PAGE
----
About Tempio Malatestiano
Tempio Malatestiano, translated as the ‘Malatesta Temple’, is an unfinished cathedral church in Rimini, Italy. It was originally a Franciscan church and later became a Renaissance church.
History of Tempio Malatestiano
The church was originally named for St. Francis, and was a thirteenth-century Gothic Franciscan church. Originally, it was very simple, being of a rectangular plan without side chapels.
The church in its current form was constructed in 1447, and was carried out at the behest of the nobleman and notoriously ruthless military commander of Venetian forces Sigismondo Pandolfo Malatesta. Malatesta was part of a dynasty which ruled Rimini, and is the church’s namesake.
Malatesta hired architect Leon Battista Alberti to build a mausoleum for himself and his wife, Isotta degli Atti. The result was an elaborate and highly decorative monument to this couple, whose initials are emblazoned all over the Tempio Malatestiano. These changes were particularly detested by Pope Pius II, who virulently condemned them.
The project was never completed. Most notably, the dome that appears in Matteo’s foundation medal of 1450 – similar to that of the Pantheon of Rome and intended to be among the largest in Italy – was never built.
Similarly, the upper façade reached a great height but was never finished on account of Malatesta’s fortunes declining following his excommunication in 1460, and then his death in 1466. It appears today as it would have upon being abandoned.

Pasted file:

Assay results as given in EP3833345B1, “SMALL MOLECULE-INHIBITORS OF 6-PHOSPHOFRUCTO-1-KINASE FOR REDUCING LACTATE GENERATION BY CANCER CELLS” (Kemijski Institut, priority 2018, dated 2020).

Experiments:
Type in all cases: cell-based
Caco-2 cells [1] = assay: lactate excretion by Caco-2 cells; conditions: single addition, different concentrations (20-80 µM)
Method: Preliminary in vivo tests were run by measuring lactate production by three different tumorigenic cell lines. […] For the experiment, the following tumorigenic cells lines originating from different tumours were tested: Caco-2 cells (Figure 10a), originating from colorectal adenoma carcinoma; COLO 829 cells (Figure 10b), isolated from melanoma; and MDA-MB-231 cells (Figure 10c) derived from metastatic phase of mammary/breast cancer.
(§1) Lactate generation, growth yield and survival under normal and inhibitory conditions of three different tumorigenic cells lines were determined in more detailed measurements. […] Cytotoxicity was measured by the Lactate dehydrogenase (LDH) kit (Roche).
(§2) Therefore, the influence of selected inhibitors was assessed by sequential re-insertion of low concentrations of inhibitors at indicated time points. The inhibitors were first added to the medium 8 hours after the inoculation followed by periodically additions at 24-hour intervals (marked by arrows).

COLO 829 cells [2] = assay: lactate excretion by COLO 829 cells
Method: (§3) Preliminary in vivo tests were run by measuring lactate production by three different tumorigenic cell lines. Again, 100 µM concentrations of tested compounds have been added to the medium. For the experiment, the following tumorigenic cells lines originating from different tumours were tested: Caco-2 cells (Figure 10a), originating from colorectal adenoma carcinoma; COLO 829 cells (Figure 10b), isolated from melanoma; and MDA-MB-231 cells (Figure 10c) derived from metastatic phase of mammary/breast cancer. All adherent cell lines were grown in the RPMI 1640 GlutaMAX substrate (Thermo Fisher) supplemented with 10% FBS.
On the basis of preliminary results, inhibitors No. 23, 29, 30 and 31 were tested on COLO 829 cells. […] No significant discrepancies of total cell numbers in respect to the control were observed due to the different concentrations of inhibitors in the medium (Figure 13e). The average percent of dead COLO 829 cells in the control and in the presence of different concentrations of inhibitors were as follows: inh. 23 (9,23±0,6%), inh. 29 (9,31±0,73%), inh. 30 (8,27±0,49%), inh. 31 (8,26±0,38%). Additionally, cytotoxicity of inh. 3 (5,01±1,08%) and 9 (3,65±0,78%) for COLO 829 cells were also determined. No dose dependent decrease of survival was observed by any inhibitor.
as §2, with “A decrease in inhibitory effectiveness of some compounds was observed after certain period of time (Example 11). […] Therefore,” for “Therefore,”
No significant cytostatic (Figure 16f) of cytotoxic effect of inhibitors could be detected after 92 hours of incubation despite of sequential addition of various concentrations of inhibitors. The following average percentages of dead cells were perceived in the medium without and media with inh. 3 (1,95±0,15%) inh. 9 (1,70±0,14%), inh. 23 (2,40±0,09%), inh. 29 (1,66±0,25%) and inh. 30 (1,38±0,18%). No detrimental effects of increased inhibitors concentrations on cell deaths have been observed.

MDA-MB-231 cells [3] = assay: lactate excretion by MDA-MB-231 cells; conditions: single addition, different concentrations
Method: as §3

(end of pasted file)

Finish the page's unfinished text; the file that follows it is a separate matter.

Due to the church featuring many elements that referred to Malatesta’s history, life, and lover, the church was branded by Pope Pius II as ‘full of pagan gods and profane things’.
The church was severely damaged during the Second World War, and was reconstructed afterwards using pieces salvaged from the rubble.
Tempio Malatestiano Today
It is an unusual masterpiece of the Italian Renaissance, with the church representing Malatesta’s secular power.
Reminiscence of antiquity is evident on the cathedral’s façade, which depicts the motif of the triumphal arch, and on the sides of the arcade motif, which imitate an ancient aqueduct.
Inside, works by famous Italian Renaissance painters and sculptors decorate the Cathedral, with particular highlights including Giotto’s Crucifix, fresco by Piero della Francesca, as well as a large canvas by Vasari.
Today, the church is open for visitors and locals alike who wish to enjoy the beautiful architecture or take a moment to contemplate and worship.
Getting to Tempio Malatestiano
From the centre of Rimini, the church is a 15 minute walk via Corso Giovanni XXIII. By car, it takes around 3 minutes via Via Roma. There’s also a regular bus – the number 4 – which departs every 90 minutes from 12 Colet in the city centre and takes around 15 minutes to reach the church.